For a family who lost a baby, love keeps them moving on

For Families Who Have Lost a Baby, Love Keeps Them Moving on
By Yunyi (Jessie) Liu
Medill Reports

Anne Street set a wall of five  clocks at home to the moment of her marriage and the birth times of each of her four children. The accuracy of the time can be calculated in seconds.

Her eldest son George, 7, excitedly pointed to the clock with the time of 5:48:17 p.m. at a standstill – the clock in the top left corner.

“That one’s my clock!”

Then he turned around and ran to the toy tent. Anthony, 4, Anne’s second son, did not seem to care whether his birth time was on the top right corner, set at 5 p.m., or the lower right corner, set at about 7 p.m. He was more excited about the middle clocks: “The big one’s Daddy’s,” the clock celebrating the Streets’ marriage.  Anthony’s clock is the  one set at 5.

If Lorraine, the owner of the clock in the lower left corner, was still here, she would be able to show her age, with a mumbled language that others may not understand.

Lorraine Christine is the third child in the Street family and the only daughter. The 16-month-old girl, born on May 26, 2016, passed away on October 8, 2017, due to  the heart defect Hypoplastic Left Heart Syndrome associated with Heterotaxy A-Splenia Syndrome.

“She almost spent all her life in the hospital, but when she came back home, we’d like to make her [feel] like everyone else.” said Anne.

Lorraine spent the first Halloween, Christmas and New Year with her brothers, parents, the 10-year-old dog Horton, and with Django and Scruggs, the two cats.

For the Streets, Lorraine will always be their girl.

Anne said her whole pregnancy was going well. But as a mother of two children, she quickly recognized that there was something wrong with Lorraine. “Every time she tried to eat, she couldn’t.” Lorraine was diagnosed at 16 hours old.

Hypoplastic Left Heart Syndrome, or HLHS, is a birth defect that affects normal blood flow through the heart. This means that the lower left chamber of the heart is severely underdeveloped. At the same time, Heterotaxy A-Splenia Syndrome indicated problems with other malfunctioning organs as well as a dysfunctional spleen.

Heterotaxy A-Splenia Syndrome is not a disease that would have caused Lorraine to die. But only 10 percent of children with a severe complex heart disease such as HLHS can survive until their second year, according to SyndromesPedia.  Congenital heart defects affect nearly 1 percent of―or about 40,000―births every year in the United States, according to Centers for Disease Control and Prevention.  The combination of illnesses posed a difficult challenge.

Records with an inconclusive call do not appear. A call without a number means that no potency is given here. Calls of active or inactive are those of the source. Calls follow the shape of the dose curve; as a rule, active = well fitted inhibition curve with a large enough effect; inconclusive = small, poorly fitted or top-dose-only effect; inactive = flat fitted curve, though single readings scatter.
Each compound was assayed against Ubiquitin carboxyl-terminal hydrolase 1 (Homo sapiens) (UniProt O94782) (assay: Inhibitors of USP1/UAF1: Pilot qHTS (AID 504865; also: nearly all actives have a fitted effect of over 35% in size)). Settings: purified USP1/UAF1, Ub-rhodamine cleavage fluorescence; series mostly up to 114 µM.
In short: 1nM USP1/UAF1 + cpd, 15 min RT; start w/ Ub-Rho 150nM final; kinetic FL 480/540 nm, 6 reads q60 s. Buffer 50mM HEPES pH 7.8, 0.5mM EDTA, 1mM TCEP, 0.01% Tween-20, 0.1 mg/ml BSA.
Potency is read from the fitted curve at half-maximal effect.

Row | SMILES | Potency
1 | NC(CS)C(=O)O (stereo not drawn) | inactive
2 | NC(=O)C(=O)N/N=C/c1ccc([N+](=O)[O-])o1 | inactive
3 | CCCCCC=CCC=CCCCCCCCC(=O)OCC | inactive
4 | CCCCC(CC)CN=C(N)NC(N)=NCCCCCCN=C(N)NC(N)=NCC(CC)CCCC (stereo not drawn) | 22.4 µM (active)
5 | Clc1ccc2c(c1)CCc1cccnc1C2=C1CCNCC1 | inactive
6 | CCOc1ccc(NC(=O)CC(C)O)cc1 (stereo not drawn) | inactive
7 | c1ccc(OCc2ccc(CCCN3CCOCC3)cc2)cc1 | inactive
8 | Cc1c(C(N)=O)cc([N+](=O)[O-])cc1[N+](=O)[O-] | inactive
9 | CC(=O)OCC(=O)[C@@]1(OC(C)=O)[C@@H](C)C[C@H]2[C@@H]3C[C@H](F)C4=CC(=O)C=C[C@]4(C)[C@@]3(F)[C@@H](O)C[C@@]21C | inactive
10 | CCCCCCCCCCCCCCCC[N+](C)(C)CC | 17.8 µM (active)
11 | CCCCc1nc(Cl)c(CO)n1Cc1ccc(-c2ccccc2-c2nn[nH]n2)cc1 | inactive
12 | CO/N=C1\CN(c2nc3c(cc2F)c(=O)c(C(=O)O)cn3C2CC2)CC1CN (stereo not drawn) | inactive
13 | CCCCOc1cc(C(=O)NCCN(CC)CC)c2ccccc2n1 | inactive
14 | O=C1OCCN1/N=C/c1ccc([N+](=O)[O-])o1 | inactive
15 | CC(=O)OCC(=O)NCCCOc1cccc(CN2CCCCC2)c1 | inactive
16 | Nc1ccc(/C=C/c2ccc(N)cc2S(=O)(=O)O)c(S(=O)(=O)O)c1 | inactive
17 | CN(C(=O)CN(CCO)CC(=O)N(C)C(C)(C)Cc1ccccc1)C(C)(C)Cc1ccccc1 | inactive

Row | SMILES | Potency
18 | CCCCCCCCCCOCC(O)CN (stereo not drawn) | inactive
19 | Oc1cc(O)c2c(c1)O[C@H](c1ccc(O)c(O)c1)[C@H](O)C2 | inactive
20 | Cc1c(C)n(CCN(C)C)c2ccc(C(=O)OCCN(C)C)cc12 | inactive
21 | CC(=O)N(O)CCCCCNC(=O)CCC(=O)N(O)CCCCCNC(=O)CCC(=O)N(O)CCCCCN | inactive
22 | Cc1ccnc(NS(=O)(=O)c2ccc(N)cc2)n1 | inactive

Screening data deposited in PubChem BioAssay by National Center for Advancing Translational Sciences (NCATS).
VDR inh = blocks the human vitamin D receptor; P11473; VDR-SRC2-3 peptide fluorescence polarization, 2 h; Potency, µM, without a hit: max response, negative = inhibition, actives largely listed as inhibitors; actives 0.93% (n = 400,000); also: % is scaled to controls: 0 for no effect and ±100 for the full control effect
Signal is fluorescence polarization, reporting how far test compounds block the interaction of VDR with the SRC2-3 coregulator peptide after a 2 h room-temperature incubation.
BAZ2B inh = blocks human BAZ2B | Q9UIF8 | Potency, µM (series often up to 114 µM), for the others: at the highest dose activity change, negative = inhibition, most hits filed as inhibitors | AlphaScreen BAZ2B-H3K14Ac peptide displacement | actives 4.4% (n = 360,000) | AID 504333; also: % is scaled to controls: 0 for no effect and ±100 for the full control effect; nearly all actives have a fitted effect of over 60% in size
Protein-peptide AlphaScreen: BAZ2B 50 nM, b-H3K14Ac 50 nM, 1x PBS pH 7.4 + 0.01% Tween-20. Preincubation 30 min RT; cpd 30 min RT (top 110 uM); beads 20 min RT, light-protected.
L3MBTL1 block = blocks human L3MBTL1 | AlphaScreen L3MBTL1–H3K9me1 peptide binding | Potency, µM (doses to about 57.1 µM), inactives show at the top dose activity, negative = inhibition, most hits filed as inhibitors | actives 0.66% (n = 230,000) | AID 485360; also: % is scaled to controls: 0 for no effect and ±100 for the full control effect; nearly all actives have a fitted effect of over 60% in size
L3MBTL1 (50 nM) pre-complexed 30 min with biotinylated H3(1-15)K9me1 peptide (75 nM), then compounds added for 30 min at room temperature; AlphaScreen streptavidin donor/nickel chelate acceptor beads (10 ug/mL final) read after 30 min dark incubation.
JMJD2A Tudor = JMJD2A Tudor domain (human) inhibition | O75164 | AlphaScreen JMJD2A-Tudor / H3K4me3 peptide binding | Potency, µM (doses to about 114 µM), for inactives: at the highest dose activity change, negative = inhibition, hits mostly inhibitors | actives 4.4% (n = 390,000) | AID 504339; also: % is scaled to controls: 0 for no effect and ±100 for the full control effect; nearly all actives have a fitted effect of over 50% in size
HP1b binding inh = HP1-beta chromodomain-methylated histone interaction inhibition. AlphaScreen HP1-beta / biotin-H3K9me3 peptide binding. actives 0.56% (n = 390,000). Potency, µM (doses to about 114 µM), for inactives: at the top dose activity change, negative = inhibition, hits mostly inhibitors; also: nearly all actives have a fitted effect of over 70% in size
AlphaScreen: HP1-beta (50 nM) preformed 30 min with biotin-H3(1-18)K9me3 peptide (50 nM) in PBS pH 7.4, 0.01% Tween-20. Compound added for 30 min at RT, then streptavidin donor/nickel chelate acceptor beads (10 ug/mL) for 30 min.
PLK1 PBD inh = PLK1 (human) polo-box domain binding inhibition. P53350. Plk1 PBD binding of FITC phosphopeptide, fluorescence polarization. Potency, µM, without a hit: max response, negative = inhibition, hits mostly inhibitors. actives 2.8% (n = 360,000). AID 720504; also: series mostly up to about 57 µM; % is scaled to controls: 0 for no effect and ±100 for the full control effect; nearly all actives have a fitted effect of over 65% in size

Anne noticed that Lorraine was struggling to eat the first night after birth,  one of the symptoms that HLHS babies face. Generally, the babies have trouble breathing and a rapid heart rate shortly after birth, according to the website of Ann & Robert H. Lurie Children’s Hospital of Chicago.

A series of three surgeries typically treats HLHS. In this very complex treatment, the surgeon redirects blood flow to the lungs and the body, requiring the surgeries to be done in stages.

Lorraine survived the first two large-scale open heart operations at Lurie Children’s Hospital, but failed to live to the third operation after several other surgeries.

Just as she couldn’t wait for the arrival of her second Halloween, Anne said. But the family decorated her hospital room for the Halloween ahead of time.

“We made a lot of cobwebs, drew pumpkins, made stickers, which said ‘Lorraine, a big sister, welcomes Henry’.” Henry Street is the youngest child of the Street’s, born in September 2017. Lorraine became a big sister just before she passed away.

Even though she can’t recover from losing Lorraine, Anne’s life was driven forward for her husband and three sons.

“My life now is not as busy as it was with Lorraine going on the city, but we’re still all over the place because of our three boys. They keep us on our toes, but we have a lot of love. Lorraine is always with us every day, and we just keep going.”

“And that’s all.” George added straight after his mom’s words.

Anne has launched a fund-raising campaign in the name of Lorrainebows on her Facebook home page. The whole family set up a special Lorrainebows team, Anne with her mother Lorraine Pintozzi climbed to the top for the Aon Step-up benifit for Lurie Children’s Hospital in January. The family is signed up for the Children’s Heart Foundation’s walk in June in Lincoln Park. Profits of the sales of Lorrainebows t-shirts, made by the family, will go to the foundation as well.

Anne Street
Anne Street and her mother Lorraine Pintozzi (front row  left) climbed the stairs at the Aon Step-up in January with all of baby Lorraine’s nurses.(Yunyi(Jessie) Liu/MEDILL)

“We may not be able to heal her physical body, but by raising funds and awareness through fundraisers such as this one, we can help her heart brothers and sisters of the world and hopefully allow them to live longer on this earth than she did.” Anne said.

But for Lorraine’s father Tim Street, the footsteps moving onward are not so simple. He confesses that the community activities such as the Lorrainebows team and campaign are mainly done by Anne.

“But I tried for Anne’s sake to be involved,” said Tim. “If it’s important to her, it’s important to me.”

Still, “It’s too hard,” he said, whether thinking of Lorraine, mentioning her or meeting her in the garden – the name the family uses for her grave site. Even with all their sons sharing a room, it is too tough to take Lorraine ‘s things out of the her room now, he said.

Tim said they aren’t planning on a new baby girl.

“But it doesn’t matter. Four boys make me become the only girl. That is also good,” said Anne with a childlike smile on her face.

Photo at top: The Streets’ together. (Yunyi(Jessie) Liu/MEDILL)